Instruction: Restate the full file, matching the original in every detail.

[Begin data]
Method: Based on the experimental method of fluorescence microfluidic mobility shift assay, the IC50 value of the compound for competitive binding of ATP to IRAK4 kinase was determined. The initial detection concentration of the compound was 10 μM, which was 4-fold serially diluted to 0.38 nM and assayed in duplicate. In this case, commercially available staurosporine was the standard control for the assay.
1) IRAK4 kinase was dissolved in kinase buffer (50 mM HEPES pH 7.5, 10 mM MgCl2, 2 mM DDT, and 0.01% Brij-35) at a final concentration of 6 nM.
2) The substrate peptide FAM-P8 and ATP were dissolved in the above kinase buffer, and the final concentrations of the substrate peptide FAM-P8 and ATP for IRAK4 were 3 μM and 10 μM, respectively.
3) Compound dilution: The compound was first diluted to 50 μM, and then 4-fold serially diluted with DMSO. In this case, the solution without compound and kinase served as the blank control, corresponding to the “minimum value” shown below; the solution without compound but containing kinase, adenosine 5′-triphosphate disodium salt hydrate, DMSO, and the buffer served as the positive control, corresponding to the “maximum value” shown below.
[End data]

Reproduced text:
Method: Based on the experimental method of fluorescence microfluidic mobility shift assay, the IC50 value of the compound for competitive binding of ATP to IRAK4 kinase was determined. The initial detection concentration of the compound was 10 μM, which was 4-fold serially diluted to 0.38 nM and assayed in duplicate. In this case, commercially available staurosporine was the standard control for the assay.
1) IRAK4 kinase was dissolved in kinase buffer (50 mM HEPES pH 7.5, 10 mM MgCl2, 2 mM DDT, and 0.01% Brij-35) at a final concentration of 6 nM.
2) The substrate peptide FAM-P8 and ATP were dissolved in the above kinase buffer, and the final concentrations of the substrate peptide FAM-P8 and ATP for IRAK4 were 3 μM and 10 μM, respectively.
3) Compound dilution: The compound was first diluted to 50 μM, and then 4-fold serially diluted with DMSO. In this case, the solution without compound and kinase served as the blank control, corresponding to the “minimum value” shown below; the solution without compound but containing kinase, adenosine 5′-triphosphate disodium salt hydrate, DMSO, and the buffer served as the positive control, corresponding to the “maximum value” shown below.